for the water to rise up the tube, defying gravity.
It’s a very exciting moment!
5. Once nearly all of the water is in the Griffin
beaker, start your timer. Lower the heat enough to
maintain a low, bubbling roil in the small bit of water
that remains behind in the Florence flask. This will
keep things from progressing too quickly.
6. Give the water-saturated grounds a few stirs with
a spoon or rod (Figure E). If your coffee is fresh
you’ll see it “bloom” as gases are released.
7. After 1½ minutes have passed (you’ll learn to
adjust this timing, so keep notes), turn off the
burner and remove it. As the flask cools, steam will
contract and draw the coffee out of the grounds
and back to the flask (Figure F).
8. When the coffee has stopped flowing, carefully
unstopper the flask and raise the filter assembly
tube (Figure G). Remove the flask of coffee. Pour
yourself a cup of the most delicate, nuanced coffee
you’ve ever brewed. Drink and enjoy madly.
J. Edgar Park II is a digital automata builder for cinema
theatricals, and the host of the Maker Workshop on
The Method Behind the Madness
Why is siphon coffee so good? Two reasons:
Ideal water temperature and optimal contact
between the grounds and the water. Water turns to
vapor prior to boiling, and then heads out of the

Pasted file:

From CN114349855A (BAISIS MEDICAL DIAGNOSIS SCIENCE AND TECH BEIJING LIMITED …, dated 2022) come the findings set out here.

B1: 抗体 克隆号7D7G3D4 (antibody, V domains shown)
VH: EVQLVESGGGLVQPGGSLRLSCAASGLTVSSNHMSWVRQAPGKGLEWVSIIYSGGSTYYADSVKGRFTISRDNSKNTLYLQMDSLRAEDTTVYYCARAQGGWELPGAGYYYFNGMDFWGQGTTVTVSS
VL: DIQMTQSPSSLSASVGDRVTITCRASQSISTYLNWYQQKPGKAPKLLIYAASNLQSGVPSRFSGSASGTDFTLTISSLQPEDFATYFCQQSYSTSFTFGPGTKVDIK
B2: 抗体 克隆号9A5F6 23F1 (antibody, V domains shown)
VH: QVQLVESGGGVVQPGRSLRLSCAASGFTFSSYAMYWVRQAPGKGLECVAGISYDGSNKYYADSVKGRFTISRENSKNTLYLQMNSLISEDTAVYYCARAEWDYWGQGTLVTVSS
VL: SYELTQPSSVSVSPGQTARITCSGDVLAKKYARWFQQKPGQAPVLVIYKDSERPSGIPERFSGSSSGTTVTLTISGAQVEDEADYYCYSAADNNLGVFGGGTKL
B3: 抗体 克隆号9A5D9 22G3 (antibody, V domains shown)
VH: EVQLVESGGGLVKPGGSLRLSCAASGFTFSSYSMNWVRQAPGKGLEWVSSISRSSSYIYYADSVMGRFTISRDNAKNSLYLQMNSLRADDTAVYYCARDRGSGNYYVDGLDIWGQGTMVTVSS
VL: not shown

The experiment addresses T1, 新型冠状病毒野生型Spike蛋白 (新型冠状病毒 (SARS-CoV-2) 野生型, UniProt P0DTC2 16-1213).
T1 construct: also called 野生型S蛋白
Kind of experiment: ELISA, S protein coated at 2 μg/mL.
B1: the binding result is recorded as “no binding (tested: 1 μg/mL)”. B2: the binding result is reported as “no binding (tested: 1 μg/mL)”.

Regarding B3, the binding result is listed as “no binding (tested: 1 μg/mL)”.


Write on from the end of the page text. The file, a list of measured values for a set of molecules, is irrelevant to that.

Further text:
boiling flask and into the ground coffee. This means
your water is right around 200°F when the brewing
begins. Electric drip brewers are notorious for their
wildly inaccurate brew temperatures (and the sour
brews they can produce as a result).
All of the water in a siphon
brewer is in contact with all of
the grounds during the entire
brewing process. This gives the
water the greatest chance to extract the things we
want out of the coffee grounds. In all but the best
drip brewers, a tiny stream of water flows quickly
through the center of the grounds, leaving behind
much of the flavor.
Once you get the hang of your siphon brewer, you
can brew for a very precise amount of time. When
the vacuum pressure is great enough, it will pull the
coffee back into the flask rapidly. You can instigate
this by cooling the flask with cold water, or even
a wet cloth, although I’d be careful not to shock the
glass too much with an ice bath.